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Starr 071024-8834 Neodypsis decaryi

Classification System: APG IV

Superregnum: Eukaryota
Regnum: Plantae
Cladus: Angiosperms
Cladus: Monocots
Cladus: Commelinids
Ordo: Arecales

Familia: Arecaceae
Subfamilia: Arecoideae
Tribus: Areceae
Subtribus: Dypsidinae
Genus: Dypsis
Species: Dypsis decaryi

Dypsis decaryi (Jum.) Beentje & J.Dransf.

Neodypsis decaryi Jum., Ann. Mus. Colon. Marseille, sér. 5, 1(1): 15 (1933).

Native distribution areas:

Continental: Africa
Regional:Western Indian Ocean
SE. Madagascar

References: Brummitt, R.K. 2001. TDWG – World Geographical Scheme for Recording Plant Distributions, 2nd Edition

Beentje, H.J. & Dransfield, J. 1995. Palms of Madagascar 187.


Govaerts, R. et al. 2019. Dypsis decaryi in Kew Science Plants of the World online. The Board of Trustees of the Royal Botanic Gardens, Kew. Published online. Accessed: 2019 Jun 06. Reference page.
International Plant Names Index. 2019. Dypsis decaryi. Published online. Accessed: Jun 06 2019.
The Plant List 2013. Dypsis decaryi in The Plant List Version 1.1. Published online. Accessed: 2019 Jun 06. 2019. Dypsis decaryi. Missouri Botanical Garden. Published online. Accessed: 06 Jun 2019.
USDA, ARS, Germplasm Resources Information Network. Dypsis decaryi in the Germplasm Resources Information Network (GRIN), U.S. Department of Agriculture Agricultural Research Service. Accessed: 08-Apr-12.
IUCN: Dypsis decaryi (Jum.) Beentje & J.Dransf. (Vulnerable)

Vernacular names
English: Triangle palm

Dypsis decaryi is a species of flowering plant in the Arecaceae family.[2] It is commonly known as the triangle palm. It is indigenous to the Madagascan rainforest. Some specimens grow to a height of some 15 metres (49 ft) in the wild. It is relatively new to cultivation however, so outside its native habitat it rarely achieves anything like that height. The leaves are about 2.5 metres (8 ft 2 in) in length, growing almost upright from the trunk and arching gracefully outward about a metre from their tips. The leaf bases are arranged in three vertical columns set about 120 degrees apart on the main stem, forming a triangular shape in cross section. This shape has given rise to the palm's common name.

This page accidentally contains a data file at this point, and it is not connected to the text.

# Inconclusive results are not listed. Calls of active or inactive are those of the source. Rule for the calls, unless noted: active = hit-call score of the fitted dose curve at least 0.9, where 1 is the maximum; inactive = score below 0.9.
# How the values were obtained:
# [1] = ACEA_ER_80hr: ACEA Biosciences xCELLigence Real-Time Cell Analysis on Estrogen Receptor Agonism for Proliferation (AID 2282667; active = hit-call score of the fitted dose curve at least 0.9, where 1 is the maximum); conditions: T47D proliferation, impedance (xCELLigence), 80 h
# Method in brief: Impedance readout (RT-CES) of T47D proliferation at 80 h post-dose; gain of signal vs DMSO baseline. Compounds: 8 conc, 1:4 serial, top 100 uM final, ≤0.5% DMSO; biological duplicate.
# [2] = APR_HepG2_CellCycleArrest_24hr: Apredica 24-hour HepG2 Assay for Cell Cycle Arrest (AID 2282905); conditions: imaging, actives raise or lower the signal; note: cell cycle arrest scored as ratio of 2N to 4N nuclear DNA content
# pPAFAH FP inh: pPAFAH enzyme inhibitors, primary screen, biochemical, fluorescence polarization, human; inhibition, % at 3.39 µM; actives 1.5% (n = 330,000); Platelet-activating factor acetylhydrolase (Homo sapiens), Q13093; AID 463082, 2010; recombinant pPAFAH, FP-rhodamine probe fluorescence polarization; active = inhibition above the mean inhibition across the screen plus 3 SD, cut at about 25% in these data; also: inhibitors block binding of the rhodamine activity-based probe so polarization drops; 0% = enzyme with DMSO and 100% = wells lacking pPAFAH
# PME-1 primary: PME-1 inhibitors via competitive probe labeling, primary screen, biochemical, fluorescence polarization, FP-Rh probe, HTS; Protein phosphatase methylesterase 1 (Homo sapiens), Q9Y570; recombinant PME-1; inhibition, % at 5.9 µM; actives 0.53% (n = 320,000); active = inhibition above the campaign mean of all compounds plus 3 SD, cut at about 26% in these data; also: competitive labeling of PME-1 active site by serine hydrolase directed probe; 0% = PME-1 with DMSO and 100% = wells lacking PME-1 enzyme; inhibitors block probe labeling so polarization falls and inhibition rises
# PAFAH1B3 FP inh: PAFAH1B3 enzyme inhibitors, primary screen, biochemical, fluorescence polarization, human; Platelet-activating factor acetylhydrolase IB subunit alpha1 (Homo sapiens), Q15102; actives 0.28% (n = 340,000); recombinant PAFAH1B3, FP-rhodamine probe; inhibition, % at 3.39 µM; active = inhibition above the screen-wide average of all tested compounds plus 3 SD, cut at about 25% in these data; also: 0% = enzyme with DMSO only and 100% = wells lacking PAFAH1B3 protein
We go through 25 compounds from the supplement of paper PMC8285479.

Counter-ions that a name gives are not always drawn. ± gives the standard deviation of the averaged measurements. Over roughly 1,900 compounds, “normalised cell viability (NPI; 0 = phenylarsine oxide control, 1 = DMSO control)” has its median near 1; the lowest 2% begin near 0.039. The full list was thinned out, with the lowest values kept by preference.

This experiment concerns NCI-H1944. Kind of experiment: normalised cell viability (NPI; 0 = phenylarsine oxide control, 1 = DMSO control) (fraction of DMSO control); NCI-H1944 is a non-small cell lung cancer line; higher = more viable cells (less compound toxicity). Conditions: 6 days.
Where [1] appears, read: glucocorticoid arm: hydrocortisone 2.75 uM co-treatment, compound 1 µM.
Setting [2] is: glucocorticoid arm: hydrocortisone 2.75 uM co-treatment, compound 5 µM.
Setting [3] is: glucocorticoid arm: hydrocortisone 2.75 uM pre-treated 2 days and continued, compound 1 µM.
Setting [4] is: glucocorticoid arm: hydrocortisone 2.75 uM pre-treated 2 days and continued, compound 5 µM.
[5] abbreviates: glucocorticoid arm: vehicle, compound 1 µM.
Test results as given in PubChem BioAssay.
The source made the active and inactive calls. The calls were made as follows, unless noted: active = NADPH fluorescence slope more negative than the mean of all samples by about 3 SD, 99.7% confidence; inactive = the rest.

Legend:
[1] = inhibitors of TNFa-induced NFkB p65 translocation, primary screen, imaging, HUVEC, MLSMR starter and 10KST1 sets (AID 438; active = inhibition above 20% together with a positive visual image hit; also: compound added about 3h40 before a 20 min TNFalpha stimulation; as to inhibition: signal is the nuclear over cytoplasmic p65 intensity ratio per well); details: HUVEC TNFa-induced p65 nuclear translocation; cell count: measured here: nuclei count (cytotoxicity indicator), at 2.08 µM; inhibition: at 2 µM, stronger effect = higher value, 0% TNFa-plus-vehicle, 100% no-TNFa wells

The inflorescences branch out from the axils of the lower leaves. They produce yellow and green flowers that later produce round black fruit about 25 millimetres (0.98 in) in diameter.[3]

The palm is a fine ornamental plant and is most valuable as a specimen tree or accent plant when grown out in the open to display show its remarkable shape to best advantage. In suitable climates it blooms all year. What with its colourful flowers and fruit and shapely habit, it is unusually showy for a palm. It prefers full sun and regular watering, although it is not vulnerable to occasional dryness and partial shade.[3] Over-watering and poor drainage are far greater hazards than drought. For example, the palm is best suited to well drained sandy soil.[4]

Dypsis decaryi does not transplant well, so it is a bad choice for commercial field growing.[5] However, it is a fast grower once established, and its seed normally germinates within a month of being planted, so propagation by seed is a good option.[3]
Threatened status

Although this species is now commonly cultivated in a variety of climates, there are only about 1,000 individuals left in its native habitat of a small area in Andohahela National Park, southern Madagascar. It is threatened both by fire and the harvesting of its seeds for export.[1]


Rakotoarinivo, M.; Dransfield, J. (2012). "Dypsis decaryi". IUCN Red List of Threatened Species. 2012: e.T38531A2873409. doi:10.2305/IUCN.UK.2012.RLTS.T38531A2873409.en. Retrieved 20 November 2021.
"Dypsis decaryi (Jum.) Beentje & J.Dransf". Plants of the World Online. The Trustees of the Royal Botanic Gardens, Kew. n.d. Retrieved August 21, 2020.
"Dypsis decaryi". Palm and Cycad Societies of Australia. PACSOA. n.d. Retrieved August 21, 2020.
"Dypsis decaryi (Triangle Palm)". Gardenia Creating Gardens. n.d. Retrieved August 21, 2020.
"Madagascar Palms". Jungle Music Palms and Cycads. Jungle Music Palms and Cycads. n.d. Retrieved August 21, 2020.

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